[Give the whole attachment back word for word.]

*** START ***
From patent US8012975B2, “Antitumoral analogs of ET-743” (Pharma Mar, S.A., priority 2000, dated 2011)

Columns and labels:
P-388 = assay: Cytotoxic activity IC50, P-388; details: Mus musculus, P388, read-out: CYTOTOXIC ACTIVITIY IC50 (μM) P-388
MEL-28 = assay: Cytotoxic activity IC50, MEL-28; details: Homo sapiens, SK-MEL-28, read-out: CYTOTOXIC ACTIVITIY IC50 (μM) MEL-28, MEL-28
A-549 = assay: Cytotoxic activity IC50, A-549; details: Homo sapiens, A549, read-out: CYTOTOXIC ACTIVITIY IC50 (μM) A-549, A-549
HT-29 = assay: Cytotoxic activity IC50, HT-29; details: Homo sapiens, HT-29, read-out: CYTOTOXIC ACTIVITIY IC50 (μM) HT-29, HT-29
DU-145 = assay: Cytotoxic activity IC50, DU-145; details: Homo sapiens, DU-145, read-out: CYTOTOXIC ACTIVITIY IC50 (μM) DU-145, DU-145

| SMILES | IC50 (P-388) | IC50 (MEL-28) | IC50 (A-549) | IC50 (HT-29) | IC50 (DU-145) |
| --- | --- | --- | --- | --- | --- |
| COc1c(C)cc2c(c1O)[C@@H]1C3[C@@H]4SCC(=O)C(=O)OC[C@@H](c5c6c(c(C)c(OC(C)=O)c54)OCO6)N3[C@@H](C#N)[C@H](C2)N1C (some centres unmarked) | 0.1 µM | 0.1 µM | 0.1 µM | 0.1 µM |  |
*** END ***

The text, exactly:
From patent US8012975B2, “Antitumoral analogs of ET-743” (Pharma Mar, S.A., priority 2000, dated 2011)

Columns and labels:
P-388 = assay: Cytotoxic activity IC50, P-388; details: Mus musculus, P388, read-out: CYTOTOXIC ACTIVITIY IC50 (μM) P-388
MEL-28 = assay: Cytotoxic activity IC50, MEL-28; details: Homo sapiens, SK-MEL-28, read-out: CYTOTOXIC ACTIVITIY IC50 (μM) MEL-28, MEL-28
A-549 = assay: Cytotoxic activity IC50, A-549; details: Homo sapiens, A549, read-out: CYTOTOXIC ACTIVITIY IC50 (μM) A-549, A-549
HT-29 = assay: Cytotoxic activity IC50, HT-29; details: Homo sapiens, HT-29, read-out: CYTOTOXIC ACTIVITIY IC50 (μM) HT-29, HT-29
DU-145 = assay: Cytotoxic activity IC50, DU-145; details: Homo sapiens, DU-145, read-out: CYTOTOXIC ACTIVITIY IC50 (μM) DU-145, DU-145

| SMILES | IC50 (P-388) | IC50 (MEL-28) | IC50 (A-549) | IC50 (HT-29) | IC50 (DU-145) |
| --- | --- | --- | --- | --- | --- |
| COc1c(C)cc2c(c1O)[C@@H]1C3[C@@H]4SCC(=O)C(=O)OC[C@@H](c5c6c(c(C)c(OC(C)=O)c54)OCO6)N3[C@@H](C#N)[C@H](C2)N1C (some centres unmarked) | 0.1 µM | 0.1 µM | 0.1 µM | 0.1 µM |  |